To attain this remarkably slow pace of aging, Johnson starts every morning with an intense workout. He also takes over a hundred supplements and drinks a concoction called the green giant that includes cognition-promoting creatine and the pro-longevity molecule spermidine — in the form of chlorella powder.

For his meals, Johnson regularly eats what he refers to as the “super veggie,” a mixture of broccoli, cauliflower, shiitake mushrooms, black lentils, hemp seeds, garlic, and ginger. He dashes the “super veggie” with olive oil and dark chocolate for an interesting flavor that is a bit bitter.

Another staple go-to dish for Johnson is “nutty pudding.” This dish contains macadamia nuts, walnuts, flaxseed, cinnamon, berries, and pomegranate juice.

Interestingly, Johnson consumes all of these foods before 11 AM, leaving an 18-hour window where he does not eat each day. Essentially, Johnson maintains a vegan diet, based solely on plant foods, mainly consisting of the “green giant,” the “super veggie,” and the “nutty pudding.”

Applying Johnson’s Blueprint Plan for a Month Reverses Biological Age and Lowers Body Weight and Cholesterol

Tucker underwent Blueprint’s plan for a month. In doing so, he consumed over 100 supplements a day, exercised an hour each day including 10 minutes of high-intensity exercise, and ate three meals a day consisting mostly of the “green giant,” the “super veggie,” and the “nutty pudding.”

The supplements gave Tucker’s skin a glowing appearance, according to his coworkers. Moreover, he found that his body odor had a metallic scent, possibly from consuming large quantities of iron in the supplements.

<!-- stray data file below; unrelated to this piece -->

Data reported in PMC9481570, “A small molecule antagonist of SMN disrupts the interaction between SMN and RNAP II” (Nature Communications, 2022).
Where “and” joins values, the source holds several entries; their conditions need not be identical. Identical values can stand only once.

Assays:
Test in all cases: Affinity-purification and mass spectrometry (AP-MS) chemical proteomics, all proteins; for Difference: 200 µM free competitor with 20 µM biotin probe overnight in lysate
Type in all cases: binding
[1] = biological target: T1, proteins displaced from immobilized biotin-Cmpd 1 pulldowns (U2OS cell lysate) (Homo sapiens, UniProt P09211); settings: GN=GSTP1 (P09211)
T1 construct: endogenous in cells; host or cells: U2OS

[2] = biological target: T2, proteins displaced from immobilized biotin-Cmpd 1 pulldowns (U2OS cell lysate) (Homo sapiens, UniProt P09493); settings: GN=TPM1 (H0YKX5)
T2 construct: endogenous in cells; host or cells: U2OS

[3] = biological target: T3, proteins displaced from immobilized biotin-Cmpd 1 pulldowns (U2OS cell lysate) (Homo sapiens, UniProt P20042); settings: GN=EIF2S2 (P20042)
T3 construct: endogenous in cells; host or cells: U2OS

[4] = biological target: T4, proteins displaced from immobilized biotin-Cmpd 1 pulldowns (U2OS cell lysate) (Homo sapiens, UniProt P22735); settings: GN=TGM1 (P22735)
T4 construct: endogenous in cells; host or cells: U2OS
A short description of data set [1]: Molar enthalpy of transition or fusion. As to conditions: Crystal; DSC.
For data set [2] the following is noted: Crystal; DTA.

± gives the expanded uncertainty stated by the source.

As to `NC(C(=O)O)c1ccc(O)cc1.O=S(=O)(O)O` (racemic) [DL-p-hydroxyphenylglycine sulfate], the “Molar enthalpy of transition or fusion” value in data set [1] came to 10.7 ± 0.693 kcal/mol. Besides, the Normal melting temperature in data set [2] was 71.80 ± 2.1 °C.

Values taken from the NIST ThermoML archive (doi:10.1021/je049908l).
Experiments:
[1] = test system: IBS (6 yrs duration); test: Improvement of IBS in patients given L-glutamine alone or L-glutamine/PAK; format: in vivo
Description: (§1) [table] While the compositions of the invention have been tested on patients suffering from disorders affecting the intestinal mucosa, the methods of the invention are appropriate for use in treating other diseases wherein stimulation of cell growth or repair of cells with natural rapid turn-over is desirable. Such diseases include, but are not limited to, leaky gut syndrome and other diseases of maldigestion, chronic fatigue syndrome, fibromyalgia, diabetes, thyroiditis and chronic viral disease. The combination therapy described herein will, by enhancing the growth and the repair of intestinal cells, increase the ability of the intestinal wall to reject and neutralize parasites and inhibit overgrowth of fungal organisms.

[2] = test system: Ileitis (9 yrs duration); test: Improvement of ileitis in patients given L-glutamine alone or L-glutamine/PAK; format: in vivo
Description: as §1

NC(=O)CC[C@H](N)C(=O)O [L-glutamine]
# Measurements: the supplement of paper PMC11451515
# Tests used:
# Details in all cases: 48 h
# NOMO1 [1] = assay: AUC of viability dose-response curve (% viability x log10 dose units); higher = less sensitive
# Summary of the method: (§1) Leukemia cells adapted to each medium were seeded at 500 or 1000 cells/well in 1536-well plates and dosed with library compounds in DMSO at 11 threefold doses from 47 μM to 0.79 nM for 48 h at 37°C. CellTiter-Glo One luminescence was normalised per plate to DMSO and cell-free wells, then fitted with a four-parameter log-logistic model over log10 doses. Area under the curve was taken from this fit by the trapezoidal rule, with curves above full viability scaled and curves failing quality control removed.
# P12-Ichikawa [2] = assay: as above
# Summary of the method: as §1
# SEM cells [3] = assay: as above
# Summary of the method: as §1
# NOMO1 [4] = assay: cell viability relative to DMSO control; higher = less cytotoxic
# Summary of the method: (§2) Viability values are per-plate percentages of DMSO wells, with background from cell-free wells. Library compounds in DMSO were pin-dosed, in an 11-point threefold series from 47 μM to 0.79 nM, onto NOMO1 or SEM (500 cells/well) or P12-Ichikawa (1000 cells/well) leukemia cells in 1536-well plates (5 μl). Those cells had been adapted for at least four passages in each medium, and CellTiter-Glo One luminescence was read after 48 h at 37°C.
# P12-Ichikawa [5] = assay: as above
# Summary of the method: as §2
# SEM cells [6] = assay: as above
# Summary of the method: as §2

Tucker did not enjoy the exercise. He walked for most of his daily physical activity and covered over 100 miles during his month undergoing the Blueprint protocol.

For the diet portion, Tucker was also allowed a third meal each day of his choosing, so long as it did not contain processed foods and was less than 500 calories. He also had to cut alcohol, nicotine, and THC from his diet.

He found the Blueprint diet very boring since he ate essentially the same thing every day. With a little preparation, though, aside from eating a boring diet, he did not find it very difficult to adhere to this dietary protocol.

Also, Tucker did not find that he got hungry while undergoing the Blueprint protocol. He was sufficiently satiated so that he often did not find the third meal necessary.

The Blueprint Protocol Reversed Tucker’s Biological Age

Perhaps the ultimate test of age reversal is the DNA molecular tagging (epigenetics)-based biological age test. For that, Tucker spit into a vial and sent it in for testing. Intriguingly, after just a month of undergoing the Blueprint protocol, Tucker’s overall biological age dropped from 36 to 33, a possible sign of slowed or reversed aging.